In late October, I attended an event called “Attracting Top Talent” that was presented by the CT Entrepreneurs Forum (CEF). It was geared towards startups. As a rule, I work exclusively with established CT manufacturers and my area of expertise is business development and marketing. However, in the past few weeks I have been pulled into the HR realm by several of my clients. So, I decided to attend.
The format was a panel discussion comprised of the following individuals:
Moderator: Josh Hollander – CEO, Horton International North America
Panelist: Leesa Schipani – Partner, Kardas Larson (and CTmrg board member)
Panelist: Anurag Shah – Co-Founder & CEO, Aureus Analytics
Panelist: Earl Valencia – Co-Founder & Chief Business Officer, Plentina
There were quite a few takeaways. Some might be familiar, but it’s always good to get a refresher:
- Personality and fit are as important as skills. “Can do” differs from “Will do.” When building a culture, it’s important that the team members can work together in a positive environment.
- If part time to start is an option, make sure it fits the role. This might work for marketing, finance, and support roles. However, it may not work for technical and engineering roles, as it may not be structured enough for them.
- Good management is all about relationships. If you’re in it for the employees first and the company second, you’ll have greater retention. It’s important to care about your people.
- Core values should be truth and transparency. One panelist spoke about being truthful to a potential employee, sharing both the pros and cons of working for the business.
- There was a discussion about ESG (Environmental, Social and Governance) and why now is not the time to cut this from the budget.
Some other takeaways that are relevant for startups include:
- The definition of top talent differs at different stages of the business. Early on, anyone who’s willing to work with you is considered top talent.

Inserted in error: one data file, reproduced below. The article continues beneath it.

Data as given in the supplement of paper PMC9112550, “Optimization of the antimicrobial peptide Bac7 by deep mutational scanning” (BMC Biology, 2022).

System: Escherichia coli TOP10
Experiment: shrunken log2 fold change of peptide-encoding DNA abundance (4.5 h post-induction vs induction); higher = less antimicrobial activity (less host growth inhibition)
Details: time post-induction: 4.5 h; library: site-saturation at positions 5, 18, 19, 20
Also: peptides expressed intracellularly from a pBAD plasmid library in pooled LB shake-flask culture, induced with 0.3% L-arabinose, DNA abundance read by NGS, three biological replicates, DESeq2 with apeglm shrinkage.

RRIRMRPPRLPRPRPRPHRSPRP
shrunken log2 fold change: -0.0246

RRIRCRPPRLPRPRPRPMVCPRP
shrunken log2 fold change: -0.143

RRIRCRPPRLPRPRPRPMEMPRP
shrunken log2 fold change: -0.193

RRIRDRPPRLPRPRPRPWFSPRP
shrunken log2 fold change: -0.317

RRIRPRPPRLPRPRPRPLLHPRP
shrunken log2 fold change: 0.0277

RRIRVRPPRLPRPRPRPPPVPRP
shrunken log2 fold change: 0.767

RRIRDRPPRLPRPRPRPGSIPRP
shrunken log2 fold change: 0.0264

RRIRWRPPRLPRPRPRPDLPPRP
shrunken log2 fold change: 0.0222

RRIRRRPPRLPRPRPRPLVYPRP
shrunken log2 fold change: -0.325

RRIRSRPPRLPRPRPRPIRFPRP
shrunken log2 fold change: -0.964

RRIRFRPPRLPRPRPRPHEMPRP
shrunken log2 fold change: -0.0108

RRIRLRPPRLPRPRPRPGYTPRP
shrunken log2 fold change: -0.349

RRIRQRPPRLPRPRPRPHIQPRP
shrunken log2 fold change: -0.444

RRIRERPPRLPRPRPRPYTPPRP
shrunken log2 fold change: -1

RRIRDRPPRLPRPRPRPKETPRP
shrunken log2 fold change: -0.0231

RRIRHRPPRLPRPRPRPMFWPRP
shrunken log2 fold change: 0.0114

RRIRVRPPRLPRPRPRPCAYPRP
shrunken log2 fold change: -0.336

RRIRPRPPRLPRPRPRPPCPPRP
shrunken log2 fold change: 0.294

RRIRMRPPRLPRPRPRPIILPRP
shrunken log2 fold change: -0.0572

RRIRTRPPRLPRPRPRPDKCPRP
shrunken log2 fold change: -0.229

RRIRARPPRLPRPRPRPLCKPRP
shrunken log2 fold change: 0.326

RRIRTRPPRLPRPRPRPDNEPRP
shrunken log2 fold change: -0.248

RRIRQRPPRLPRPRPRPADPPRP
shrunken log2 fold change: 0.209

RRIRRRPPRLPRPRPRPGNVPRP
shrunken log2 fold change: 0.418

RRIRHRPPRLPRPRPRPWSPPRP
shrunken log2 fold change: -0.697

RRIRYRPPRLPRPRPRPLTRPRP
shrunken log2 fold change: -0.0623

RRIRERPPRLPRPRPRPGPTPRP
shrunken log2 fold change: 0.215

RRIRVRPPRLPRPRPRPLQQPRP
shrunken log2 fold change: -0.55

- Ask the potential employee what their 5-year plan is. Does it match working with a startup?
- Equity vs. full pay. Younger employees are more interested in full pay, since they’re just starting to build a nest egg. A more seasoned employee might be better positioned to accept an equity deal.
- One challenge is that your most valuable employees when starting your business (generalists) aren’t always your most valuable employees as you grow (specialists).
- An employee satisfaction survey should be part of the overall company evaluation.
- Advisory boards are beneficial. Set aside equity for advisors, and choose leaders of companies that are several stages ahead of you.
- The CEO and management team need to embrace their roles as Chief Talent Officers (CTOs).
The discussion with the panel reminded me that HR, like most other aspects of business, is all about communication. These days, the information you’re putting out there for potential employees to see is as important as what you’re providing potential customers. It is critical to manage HR like business development. Don’t always be reaching out. Create content that interests top talent and attracts them to your company. Also, if you have a recruitment referral bonus program for your employees, teach them how to be ambassadors for your company. It doesn’t help to go from a $500 bonus to a $1,000 bonus if employees don’t have the tools to promote working at the company.
Overall, it was an excellent event. The speakers were very knowledgeable and shared some great insights. The venue was also very nice. The event was hosted at the Trinity College Liberal Arts Action Lab at Constitution Plaza, a very convenient location in downtown Hartford. I would consider attending more CEF events.
If you need a communication plan, contact us and together we can discover the right approach for your HR needs.